The case for mobile optimized middleware

The fragmentation concern that started at the mobile platform level is only increasing. and will only get more complex unless you do something about it.
Written by Gopal Swamy, Modo Labs, Contributor
Commentary - With the mass proliferation of smartphones and tablets has come a responsive increase in the number of complex, data and content rich mobile applications. This has produced fragmentation beyond the form factor, operating system, and platform levels. It has created fragmentation at the data source, mobile application, and process levels. The growing, complex, many-to-many relationship between the various data sources an organization manages and the mobile applications it creates negatively impact the processes and people within organizations undergoing mobilization. Addressing this deep fragmentation requires a new breed of technology – Mobile Optimized Middleware.

Organizations have complex data needs and select the software and vendors that best address their requirements. A given organization contains enterprise applications; point solutions, niche web-based applications, legacy systems, cloud based solutions, and more. Some of these systems were developed as temporary workarounds but never went away because they continued to get the job done. Mobile device adoption has forced mobilization of all these data sources. Customers, partners, and employees are demanding access to a broad set of information while mobile to support their personal and work activities. Unfortunately, because many mobile applications draw data from only one data source, users are often forced to complete many of their activities using multiple mobile apps or desktop apps.

Developers have risen to the challenge and developed native, hybrid, and mobile web apps that present data in a mobile accessible way by integrating with individual APIs. Some have tried developing an enterprise service bus to give mobile apps access to data sources. Similarly, vendors have innovated and developed mobile extensions of their software products. Unfortunately, because developers lack a flexible, mobile-optimized way to provide mobile apps with access to multiple data sources and maintain the connections over time, and vendors have mobilized only their own solutions, mobile apps remain stove-piped, expensive to maintain, and provide only fractured process-level support.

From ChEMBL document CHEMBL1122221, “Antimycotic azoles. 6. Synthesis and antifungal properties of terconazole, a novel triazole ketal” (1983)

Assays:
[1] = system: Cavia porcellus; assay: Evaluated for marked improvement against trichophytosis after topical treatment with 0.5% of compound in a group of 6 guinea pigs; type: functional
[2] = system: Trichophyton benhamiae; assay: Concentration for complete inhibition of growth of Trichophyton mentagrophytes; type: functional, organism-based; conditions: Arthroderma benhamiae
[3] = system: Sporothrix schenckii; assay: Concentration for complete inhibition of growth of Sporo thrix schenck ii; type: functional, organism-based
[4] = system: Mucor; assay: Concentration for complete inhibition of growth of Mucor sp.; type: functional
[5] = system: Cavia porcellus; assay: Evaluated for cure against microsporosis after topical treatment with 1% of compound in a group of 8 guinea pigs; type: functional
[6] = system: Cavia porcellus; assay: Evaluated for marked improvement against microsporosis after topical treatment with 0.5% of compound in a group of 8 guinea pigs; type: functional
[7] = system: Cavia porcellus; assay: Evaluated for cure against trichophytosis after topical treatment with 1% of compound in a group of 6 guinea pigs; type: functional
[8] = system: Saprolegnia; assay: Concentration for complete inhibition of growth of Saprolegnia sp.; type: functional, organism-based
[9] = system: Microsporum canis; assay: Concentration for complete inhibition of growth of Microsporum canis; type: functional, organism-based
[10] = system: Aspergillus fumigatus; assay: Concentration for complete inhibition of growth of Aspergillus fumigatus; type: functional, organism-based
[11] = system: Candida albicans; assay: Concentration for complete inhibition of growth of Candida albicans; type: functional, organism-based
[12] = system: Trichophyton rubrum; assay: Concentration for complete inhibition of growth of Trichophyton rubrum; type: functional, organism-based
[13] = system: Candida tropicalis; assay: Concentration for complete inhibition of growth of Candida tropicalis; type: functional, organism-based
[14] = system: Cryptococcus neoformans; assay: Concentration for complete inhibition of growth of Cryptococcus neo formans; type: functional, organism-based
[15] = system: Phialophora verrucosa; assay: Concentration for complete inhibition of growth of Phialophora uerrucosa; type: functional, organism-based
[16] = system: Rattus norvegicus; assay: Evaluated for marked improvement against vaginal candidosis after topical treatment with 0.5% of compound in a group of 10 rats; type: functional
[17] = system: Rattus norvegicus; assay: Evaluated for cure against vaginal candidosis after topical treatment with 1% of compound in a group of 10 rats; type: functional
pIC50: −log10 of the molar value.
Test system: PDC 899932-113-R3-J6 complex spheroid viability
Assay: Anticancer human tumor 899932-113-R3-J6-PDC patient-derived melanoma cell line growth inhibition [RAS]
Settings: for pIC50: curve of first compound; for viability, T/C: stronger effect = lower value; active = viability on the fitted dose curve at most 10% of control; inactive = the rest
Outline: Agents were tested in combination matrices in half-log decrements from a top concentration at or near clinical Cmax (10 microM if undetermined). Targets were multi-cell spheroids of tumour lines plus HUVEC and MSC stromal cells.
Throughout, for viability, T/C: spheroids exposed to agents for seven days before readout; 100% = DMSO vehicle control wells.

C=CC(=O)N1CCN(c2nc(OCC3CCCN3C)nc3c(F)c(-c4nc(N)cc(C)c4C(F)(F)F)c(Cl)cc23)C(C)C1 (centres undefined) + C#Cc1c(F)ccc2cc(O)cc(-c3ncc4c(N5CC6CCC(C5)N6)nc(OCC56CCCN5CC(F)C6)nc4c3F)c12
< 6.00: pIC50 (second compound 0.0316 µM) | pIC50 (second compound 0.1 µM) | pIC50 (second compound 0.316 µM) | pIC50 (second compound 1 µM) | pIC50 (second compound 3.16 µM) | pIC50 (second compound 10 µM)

Solving this extended fragmentation requires addressing it at its root. The concept of middleware has been around for years. However, Mobile Optimized Middleware (MOM) providers have extended it to mobile. Through MOM, data in multiple source systems is funneled and made available to mobile apps from a single integration point allowing developers to connect to it easily. Open source MOM vendors simplify the process and improve transparency by using open standards and common languages – like PHP and others. In doing so, the downstream issue of fragmented process-level support is also addressed. Because mobile applications can now access many data sources through a common API, the breadth and depth of data they provide to the user is increased. This results in more powerful – and potentially fewer – mobile apps that a user requires in order to complete his or her processes.

The fragmentation concern that started at the mobile platform level is only increasing. As new technology is introduced, this problem will only become more complex. Organizations must address this issue in a way that recognizes its root cause but still accounts for the immaturity of this market. CIOs, Enterprise Architects, Mobile Developers, and business owners must all look for open, flexible, mobile middleware solutions that address the current and future needs of this changing landscape. Only then can fragmentation be managed across the entire mobile value chain.

Gopal Swamy is the vice president of Business Development at Modo Labs. He is responsible for building the ecosystem of reseller and services partners and helping shape company marketing and PR efforts for the Kurogo Mobile Platform.

Editorial standards